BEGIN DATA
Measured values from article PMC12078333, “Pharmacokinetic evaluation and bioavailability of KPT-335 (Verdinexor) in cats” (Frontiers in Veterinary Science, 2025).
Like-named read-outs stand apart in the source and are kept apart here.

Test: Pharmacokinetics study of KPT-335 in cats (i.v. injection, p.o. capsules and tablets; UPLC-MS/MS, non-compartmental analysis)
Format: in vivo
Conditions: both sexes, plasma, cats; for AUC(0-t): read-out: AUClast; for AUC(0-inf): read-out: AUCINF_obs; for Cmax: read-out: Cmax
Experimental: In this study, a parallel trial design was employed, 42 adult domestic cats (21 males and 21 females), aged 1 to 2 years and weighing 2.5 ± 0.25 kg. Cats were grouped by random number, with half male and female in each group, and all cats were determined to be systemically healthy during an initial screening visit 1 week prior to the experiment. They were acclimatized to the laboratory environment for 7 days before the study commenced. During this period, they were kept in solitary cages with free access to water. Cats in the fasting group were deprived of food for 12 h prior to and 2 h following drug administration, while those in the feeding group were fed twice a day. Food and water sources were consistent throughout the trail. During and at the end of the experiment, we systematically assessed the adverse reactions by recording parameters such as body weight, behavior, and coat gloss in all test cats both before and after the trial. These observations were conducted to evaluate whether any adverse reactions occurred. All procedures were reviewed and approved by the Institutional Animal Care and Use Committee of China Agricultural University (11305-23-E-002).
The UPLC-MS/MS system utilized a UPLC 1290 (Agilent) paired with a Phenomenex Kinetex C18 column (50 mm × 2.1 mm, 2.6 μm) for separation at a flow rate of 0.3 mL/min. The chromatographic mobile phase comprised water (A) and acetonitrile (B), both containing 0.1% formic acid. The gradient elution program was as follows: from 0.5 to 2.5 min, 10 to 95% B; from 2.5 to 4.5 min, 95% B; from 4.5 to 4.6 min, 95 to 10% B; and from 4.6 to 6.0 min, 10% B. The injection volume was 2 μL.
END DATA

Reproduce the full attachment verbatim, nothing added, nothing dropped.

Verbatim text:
Measured values from article PMC12078333, “Pharmacokinetic evaluation and bioavailability of KPT-335 (Verdinexor) in cats” (Frontiers in Veterinary Science, 2025).
Like-named read-outs stand apart in the source and are kept apart here.

Test: Pharmacokinetics study of KPT-335 in cats (i.v. injection, p.o. capsules and tablets; UPLC-MS/MS, non-compartmental analysis)
Format: in vivo
Conditions: both sexes, plasma, cats; for AUC(0-t): read-out: AUClast; for AUC(0-inf): read-out: AUCINF_obs; for Cmax: read-out: Cmax
Experimental: In this study, a parallel trial design was employed, 42 adult domestic cats (21 males and 21 females), aged 1 to 2 years and weighing 2.5 ± 0.25 kg. Cats were grouped by random number, with half male and female in each group, and all cats were determined to be systemically healthy during an initial screening visit 1 week prior to the experiment. They were acclimatized to the laboratory environment for 7 days before the study commenced. During this period, they were kept in solitary cages with free access to water. Cats in the fasting group were deprived of food for 12 h prior to and 2 h following drug administration, while those in the feeding group were fed twice a day. Food and water sources were consistent throughout the trail. During and at the end of the experiment, we systematically assessed the adverse reactions by recording parameters such as body weight, behavior, and coat gloss in all test cats both before and after the trial. These observations were conducted to evaluate whether any adverse reactions occurred. All procedures were reviewed and approved by the Institutional Animal Care and Use Committee of China Agricultural University (11305-23-E-002).
The UPLC-MS/MS system utilized a UPLC 1290 (Agilent) paired with a Phenomenex Kinetex C18 column (50 mm × 2.1 mm, 2.6 μm) for separation at a flow rate of 0.3 mL/min. The chromatographic mobile phase comprised water (A) and acetonitrile (B), both containing 0.1% formic acid. The gradient elution program was as follows: from 0.5 to 2.5 min, 10 to 95% B; from 2.5 to 4.5 min, 95% B; from 4.5 to 4.6 min, 95 to 10% B; and from 4.6 to 6.0 min, 10% B. The injection volume was 2 μL.